Another strong point - a flashing, wobbling spoon can be deadly in the sandy or sandy-green water all-too-common along the upper coast. A soft-plastic tail with minimal vibration and "show" sort of gets lost under a southwest wind (we all know what SW does to water clarity).

Here's another big plus: The compact hard-metal spoon has superior ballistics. When distance matters, the proper spoon backed by an "educated thumb" will outgun a soft plastic of similar weight every time. This especially is true when you're forced to cast into a stiff breeze. For this reason, a heavier spoon such as a Jet or Kastmaster is an excellent choice for the surf wader punching into the prevailing onshore wind.

Covering water is a real advantage when fishing a monotone stretch of beachfront or bayshore. Those extra backlash-free yards cast after cast can make a difference during the course of a long wade or drift. If you can't reach 'em, you won't get 'em.

Larger torpedo-shaped topwater plugs have superior ballistics, no question. Some might even challenge a comparable spoon - but what if fish aren't looking up? You can allow the spoon to drop deep, deep, deeper.

But extra yardage means little if you are showing a dud. The proper spoon looks good. It imitates a crippled baitfish and there's not much out there on a green tide that won't take a whack at one. Even if trout or reds are chasing shrimp, the erratic flash and wobble of a spoon can be hard to resist.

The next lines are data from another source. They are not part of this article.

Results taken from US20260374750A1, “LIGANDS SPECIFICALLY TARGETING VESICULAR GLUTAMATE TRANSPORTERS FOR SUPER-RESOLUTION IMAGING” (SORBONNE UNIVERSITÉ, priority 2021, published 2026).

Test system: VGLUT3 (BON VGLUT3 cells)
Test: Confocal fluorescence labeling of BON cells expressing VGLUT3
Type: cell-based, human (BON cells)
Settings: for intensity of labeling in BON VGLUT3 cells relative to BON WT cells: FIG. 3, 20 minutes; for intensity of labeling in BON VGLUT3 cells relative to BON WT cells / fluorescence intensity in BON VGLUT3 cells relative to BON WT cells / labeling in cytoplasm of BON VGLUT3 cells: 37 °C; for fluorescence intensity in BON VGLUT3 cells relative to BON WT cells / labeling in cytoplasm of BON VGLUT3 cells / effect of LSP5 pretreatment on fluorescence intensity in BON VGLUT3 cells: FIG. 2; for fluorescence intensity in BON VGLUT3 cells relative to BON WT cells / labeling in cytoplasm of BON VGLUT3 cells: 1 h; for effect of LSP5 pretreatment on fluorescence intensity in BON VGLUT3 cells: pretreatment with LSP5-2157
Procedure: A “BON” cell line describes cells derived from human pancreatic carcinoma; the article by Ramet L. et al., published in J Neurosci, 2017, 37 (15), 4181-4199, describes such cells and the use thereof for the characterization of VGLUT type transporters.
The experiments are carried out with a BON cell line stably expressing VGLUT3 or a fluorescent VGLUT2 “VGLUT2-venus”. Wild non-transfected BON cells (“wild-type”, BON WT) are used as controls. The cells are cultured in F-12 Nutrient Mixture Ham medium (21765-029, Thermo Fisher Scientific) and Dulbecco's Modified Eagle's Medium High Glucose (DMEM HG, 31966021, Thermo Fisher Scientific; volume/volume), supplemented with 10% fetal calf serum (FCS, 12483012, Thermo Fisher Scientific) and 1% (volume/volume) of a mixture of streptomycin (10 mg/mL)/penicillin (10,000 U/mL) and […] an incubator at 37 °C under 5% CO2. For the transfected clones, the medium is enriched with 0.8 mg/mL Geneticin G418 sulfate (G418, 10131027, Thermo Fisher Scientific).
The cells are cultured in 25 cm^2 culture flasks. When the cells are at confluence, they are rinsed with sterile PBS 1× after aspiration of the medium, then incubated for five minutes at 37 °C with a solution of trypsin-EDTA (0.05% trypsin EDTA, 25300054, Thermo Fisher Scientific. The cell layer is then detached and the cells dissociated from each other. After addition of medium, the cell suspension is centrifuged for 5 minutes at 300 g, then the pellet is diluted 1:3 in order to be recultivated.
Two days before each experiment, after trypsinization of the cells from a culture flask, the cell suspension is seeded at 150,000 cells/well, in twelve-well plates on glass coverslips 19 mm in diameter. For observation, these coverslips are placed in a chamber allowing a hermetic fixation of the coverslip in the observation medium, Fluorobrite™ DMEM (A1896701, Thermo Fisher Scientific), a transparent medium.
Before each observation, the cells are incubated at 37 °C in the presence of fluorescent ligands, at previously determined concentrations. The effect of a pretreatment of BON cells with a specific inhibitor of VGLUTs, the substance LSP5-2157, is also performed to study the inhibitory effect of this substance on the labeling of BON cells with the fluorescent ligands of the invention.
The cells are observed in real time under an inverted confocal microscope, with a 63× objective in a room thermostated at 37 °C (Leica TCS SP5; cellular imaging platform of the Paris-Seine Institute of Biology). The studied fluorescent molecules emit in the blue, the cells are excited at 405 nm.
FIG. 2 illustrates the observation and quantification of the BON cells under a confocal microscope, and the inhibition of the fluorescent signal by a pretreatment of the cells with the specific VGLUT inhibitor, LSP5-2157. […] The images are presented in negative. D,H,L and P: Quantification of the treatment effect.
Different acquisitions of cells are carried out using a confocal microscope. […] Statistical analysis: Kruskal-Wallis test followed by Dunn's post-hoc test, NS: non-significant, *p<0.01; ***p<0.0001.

If you really want to improve the odds under birds or in the surf, you can rig a lightweight streamer fly as a "trailer" on a two-foot mono leader. The trailer does not overly impede the action. Use 20- or 30-pound test leader to minimize tangling, and lob the cast to allow the trailer leader to open up during the arc.

The spoon is an excellent choice for the beginner. To repeat, it's a great payload, easy to cast, and there's really no way to fish it wrong. The rookie with a spinning outfit can simply chunk and wind and allow the concave face to work its magic. The spoon has more action and flash on a straight retrieve than any other lure. Case closed.

And the compact spoon with its single hook is relatively safe to work with when landing or unhooking fish. It's certainly easier to monitor and control than an elongated mullet-imitation plug with two or three sets of dangling trebles.

The downside to the spoon is that a loosely hooked fish is apt to shake free; this is because the metal lure flaps and pulls against the hook as the fish thrashes. Head-shaking sow trout have a soul-deadening knack of tossing a spoon on a short line. So, most regrettably, do snook.

A good trout or snook hooked in the hinge of the jaw or down in the throat - no problem. You'll put your hands on the fish unless you panic and break the line. But a hook through the thin lip membrane - Uh-oh. Oh, no!

Well. Nothings perfect.

Back to the positives, spoons are durable. This is more than can be said for soft-plastic tails. You might have to replace a bent hook or split ring, but the integrity of the hard metal lure remains bulletproof. Rugged construction may not be a significant issue when sight-casting to reds or big trout, but the spoon saves time and hassle (not to mention money) when "toothy" fish such as Spanish mackerel are slicing through the swells. Not to mention the plastic tails.